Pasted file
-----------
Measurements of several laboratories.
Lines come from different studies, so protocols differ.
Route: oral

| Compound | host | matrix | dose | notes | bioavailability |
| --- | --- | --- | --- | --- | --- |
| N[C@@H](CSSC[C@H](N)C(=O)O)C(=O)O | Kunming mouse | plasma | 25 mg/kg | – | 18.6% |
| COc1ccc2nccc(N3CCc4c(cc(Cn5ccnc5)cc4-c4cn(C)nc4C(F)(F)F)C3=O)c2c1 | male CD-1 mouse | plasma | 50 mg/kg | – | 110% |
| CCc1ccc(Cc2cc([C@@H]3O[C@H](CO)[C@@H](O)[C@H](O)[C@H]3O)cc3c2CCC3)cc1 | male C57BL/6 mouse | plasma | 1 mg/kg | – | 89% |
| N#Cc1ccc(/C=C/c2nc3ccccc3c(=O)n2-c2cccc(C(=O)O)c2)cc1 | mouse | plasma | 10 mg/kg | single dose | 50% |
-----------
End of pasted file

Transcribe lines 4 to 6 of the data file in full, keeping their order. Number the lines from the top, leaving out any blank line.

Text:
| Compound | host | matrix | dose | notes | bioavailability |
| --- | --- | --- | --- | --- | --- |
| N[C@@H](CSSC[C@H](N)C(=O)O)C(=O)O | Kunming mouse | plasma | 25 mg/kg | – | 18.6% |